31. New IPPR report on HE
        32. Moocs are coming
        33. Increasing diversity
        34. Kids Company
          1. The collapse of Kids Company
          2. NAO Investigation into Kids Company
          3. The need for good governance
      4. Getting-to-grips
        1. Getting to Grips with Finance
      5. Useful websites
      6. Codes of governance
        1. CUC Code of Governance
        2. UK Corporate Governance Code
      7. New research on governance in higher education
      8. Book reviews
      9. HE facts
      10. Illustrative Practice Notes
      11. Roundtable notes
    5. Governance Briefing Notes
      1. 25. The factors that influence whether governance is effective?
      2. 24. Benefits and impact
      3. 23. Competitive pressures
      4. 22. Corporate ethics and values
      5. 21. Personal ethics and values
      6. 20. Legal requirements and regulation
      7. 19. Estates
      8. 18. Finance
      9. 17. Employment
      10. 16. Remuneration
      11. 15. Nominations committee
      12. 14. Audit committee
      13. 13. The governance system and assessing effectiveness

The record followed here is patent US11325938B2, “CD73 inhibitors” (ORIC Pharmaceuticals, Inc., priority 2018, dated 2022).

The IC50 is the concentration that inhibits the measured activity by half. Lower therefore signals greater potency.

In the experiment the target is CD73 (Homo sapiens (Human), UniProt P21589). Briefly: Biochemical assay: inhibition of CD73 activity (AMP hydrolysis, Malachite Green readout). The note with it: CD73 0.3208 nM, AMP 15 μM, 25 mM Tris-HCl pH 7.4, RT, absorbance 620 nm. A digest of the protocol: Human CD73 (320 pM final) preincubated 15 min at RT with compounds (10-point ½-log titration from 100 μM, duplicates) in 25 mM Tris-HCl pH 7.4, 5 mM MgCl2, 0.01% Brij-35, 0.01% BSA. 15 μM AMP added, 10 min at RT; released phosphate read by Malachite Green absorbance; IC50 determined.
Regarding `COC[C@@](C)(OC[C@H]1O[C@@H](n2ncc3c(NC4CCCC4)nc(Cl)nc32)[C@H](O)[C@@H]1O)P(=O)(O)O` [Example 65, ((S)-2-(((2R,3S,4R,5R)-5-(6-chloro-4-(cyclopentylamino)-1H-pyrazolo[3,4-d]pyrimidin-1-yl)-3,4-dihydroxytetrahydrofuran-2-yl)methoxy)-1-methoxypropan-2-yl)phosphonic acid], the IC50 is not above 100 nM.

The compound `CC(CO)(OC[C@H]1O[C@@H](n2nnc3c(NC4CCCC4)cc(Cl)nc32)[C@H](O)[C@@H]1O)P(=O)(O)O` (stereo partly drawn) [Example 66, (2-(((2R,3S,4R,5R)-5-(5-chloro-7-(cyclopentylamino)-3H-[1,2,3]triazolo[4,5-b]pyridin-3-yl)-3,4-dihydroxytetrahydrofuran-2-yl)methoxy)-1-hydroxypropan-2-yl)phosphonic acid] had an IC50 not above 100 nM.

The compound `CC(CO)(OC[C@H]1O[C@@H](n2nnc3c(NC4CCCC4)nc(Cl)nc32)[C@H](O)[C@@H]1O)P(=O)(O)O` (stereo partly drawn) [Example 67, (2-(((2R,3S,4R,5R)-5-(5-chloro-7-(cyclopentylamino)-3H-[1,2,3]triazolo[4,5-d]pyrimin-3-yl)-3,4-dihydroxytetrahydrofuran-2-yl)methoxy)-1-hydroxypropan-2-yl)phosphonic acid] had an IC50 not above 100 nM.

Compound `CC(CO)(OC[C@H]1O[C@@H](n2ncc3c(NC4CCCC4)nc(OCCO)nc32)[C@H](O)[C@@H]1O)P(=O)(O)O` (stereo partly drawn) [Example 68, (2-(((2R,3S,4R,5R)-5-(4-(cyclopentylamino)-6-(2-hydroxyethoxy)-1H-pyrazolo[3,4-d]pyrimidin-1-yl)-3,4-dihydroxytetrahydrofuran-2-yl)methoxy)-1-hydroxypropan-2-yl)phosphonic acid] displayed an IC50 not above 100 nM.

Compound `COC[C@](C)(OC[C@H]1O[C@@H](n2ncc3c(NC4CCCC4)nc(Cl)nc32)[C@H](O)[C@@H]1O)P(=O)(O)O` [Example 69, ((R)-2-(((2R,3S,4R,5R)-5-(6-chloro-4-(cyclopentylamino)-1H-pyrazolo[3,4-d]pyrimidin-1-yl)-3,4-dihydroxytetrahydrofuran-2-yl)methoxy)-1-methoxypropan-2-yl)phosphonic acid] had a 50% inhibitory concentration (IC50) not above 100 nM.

14. 12. Size, composition and skills available to the governing body
      15. 11. Monitoring performance
      16. 10. Strategic plan
      17. 09. Students
      18. 08. Risk management
      19. 07. International students and collaborations
      20. 06. Commercial operations
      21. 05. Regulations and compliance
      22. 04. Academic governance and quality
      23. 03. The workings of a governing body
      24. 02. Governance and management
    6. Governor Dialogues
    7. Equality and Diversity Toolkit
      1. Overview
      2. Overseeing compliance
        1. The Equality Act 2010
        2. Governance Codes
        3. Overseeing E&D
        4. Reports Governors might use
        5. Case study: Bath
        6. Championing E&D
        7. Case study: ManMet
        8. Case study: Cardiff
      3. Competitive Advantage
        1. Competing in a global market
        2. Improving staff diversity
        3. Case study: Exeter
      4. Issues and Challenges
        1. Student inequalities
        2. Staff inequalities
        3. Assessing specific E&D issues
      5. Value
        1. Increasing focus
        2. Gender diversity data
        3. Improving diversity
        4. Case study 1: UWS
        5. Case study 2: UWS
      6. Questions and Resources
        1. Resources
  6. International
    1. International Engagement
    2. International Reference Group
    3. International Case Studies
  7. Membership
    1. Membership benefits and services
      1. Membership logos
        1. Download the membership logos
    2. How to join
    3. National and regional contacts
      1. Cindy Vallance
      2. Gary Reed
      3. Jean Chandler
      4. Judy Harris
      5. Maeve Lankford
      6. Meriel Box
      7. Rebecca Bull
    4. Membership advisory group
    5. Membership development support
    6. Management Development Resources